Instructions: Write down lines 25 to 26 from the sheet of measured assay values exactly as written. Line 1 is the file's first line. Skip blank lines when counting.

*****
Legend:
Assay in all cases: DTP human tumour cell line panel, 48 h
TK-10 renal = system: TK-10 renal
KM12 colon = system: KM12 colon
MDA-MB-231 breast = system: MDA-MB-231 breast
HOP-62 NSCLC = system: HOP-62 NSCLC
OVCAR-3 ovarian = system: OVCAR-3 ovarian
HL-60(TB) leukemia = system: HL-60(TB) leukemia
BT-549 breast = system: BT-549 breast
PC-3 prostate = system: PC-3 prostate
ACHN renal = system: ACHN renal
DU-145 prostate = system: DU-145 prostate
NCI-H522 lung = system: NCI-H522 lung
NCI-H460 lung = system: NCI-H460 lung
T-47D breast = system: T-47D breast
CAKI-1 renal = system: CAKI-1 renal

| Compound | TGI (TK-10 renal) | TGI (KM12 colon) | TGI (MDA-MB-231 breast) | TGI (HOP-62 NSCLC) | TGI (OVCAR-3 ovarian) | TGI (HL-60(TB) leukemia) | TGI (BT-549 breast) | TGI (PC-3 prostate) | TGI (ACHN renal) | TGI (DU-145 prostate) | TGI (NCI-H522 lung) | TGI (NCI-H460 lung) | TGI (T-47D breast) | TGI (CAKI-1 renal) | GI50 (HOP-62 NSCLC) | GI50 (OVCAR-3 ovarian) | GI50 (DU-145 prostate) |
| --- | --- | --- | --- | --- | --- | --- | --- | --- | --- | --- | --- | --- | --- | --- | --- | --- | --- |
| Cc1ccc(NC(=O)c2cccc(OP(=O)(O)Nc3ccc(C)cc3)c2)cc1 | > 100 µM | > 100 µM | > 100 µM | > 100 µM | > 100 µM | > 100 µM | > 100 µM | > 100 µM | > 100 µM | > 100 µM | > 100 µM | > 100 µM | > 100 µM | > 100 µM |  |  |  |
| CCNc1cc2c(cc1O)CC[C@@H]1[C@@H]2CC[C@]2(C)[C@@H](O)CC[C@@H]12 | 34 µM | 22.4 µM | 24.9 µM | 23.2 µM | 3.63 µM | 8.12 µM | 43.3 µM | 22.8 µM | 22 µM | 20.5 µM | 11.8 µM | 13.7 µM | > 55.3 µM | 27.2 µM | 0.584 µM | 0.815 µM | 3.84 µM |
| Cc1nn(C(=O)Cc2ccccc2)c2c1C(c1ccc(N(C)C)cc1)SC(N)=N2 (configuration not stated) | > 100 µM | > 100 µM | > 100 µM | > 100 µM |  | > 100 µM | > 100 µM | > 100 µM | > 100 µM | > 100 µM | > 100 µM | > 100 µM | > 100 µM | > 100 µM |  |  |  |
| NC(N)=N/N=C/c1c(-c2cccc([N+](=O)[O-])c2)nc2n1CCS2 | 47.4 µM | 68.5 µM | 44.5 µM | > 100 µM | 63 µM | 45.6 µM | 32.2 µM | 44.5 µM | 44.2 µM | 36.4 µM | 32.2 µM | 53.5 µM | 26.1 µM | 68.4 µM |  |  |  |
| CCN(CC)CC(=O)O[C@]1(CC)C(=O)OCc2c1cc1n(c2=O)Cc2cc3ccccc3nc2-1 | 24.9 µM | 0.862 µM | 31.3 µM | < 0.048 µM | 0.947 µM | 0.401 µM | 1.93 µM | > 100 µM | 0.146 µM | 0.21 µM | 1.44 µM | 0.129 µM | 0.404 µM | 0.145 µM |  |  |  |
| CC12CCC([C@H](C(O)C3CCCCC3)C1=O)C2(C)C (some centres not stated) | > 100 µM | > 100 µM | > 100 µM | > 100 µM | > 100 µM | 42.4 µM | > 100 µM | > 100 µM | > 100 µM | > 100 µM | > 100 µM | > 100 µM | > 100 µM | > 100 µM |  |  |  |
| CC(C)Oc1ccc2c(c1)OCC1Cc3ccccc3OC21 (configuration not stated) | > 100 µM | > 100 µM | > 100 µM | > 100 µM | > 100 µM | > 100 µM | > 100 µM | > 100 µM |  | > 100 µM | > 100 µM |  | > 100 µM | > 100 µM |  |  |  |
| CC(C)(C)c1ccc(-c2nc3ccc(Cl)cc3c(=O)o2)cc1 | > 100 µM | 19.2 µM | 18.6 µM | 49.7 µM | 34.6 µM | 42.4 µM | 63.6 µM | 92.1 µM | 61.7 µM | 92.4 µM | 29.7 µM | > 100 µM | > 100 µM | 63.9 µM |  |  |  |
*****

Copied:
| CC(C)Oc1ccc2c(c1)OCC1Cc3ccccc3OC21 (configuration not stated) | > 100 µM | > 100 µM | > 100 µM | > 100 µM | > 100 µM | > 100 µM | > 100 µM | > 100 µM |  | > 100 µM | > 100 µM |  | > 100 µM | > 100 µM |  |  |  |
| CC(C)(C)c1ccc(-c2nc3ccc(Cl)cc3c(=O)o2)cc1 | > 100 µM | 19.2 µM | 18.6 µM | 49.7 µM | 34.6 µM | 42.4 µM | 63.6 µM | 92.1 µM | 61.7 µM | 92.4 µM | 29.7 µM | > 100 µM | > 100 µM | 63.9 µM |  |  |  |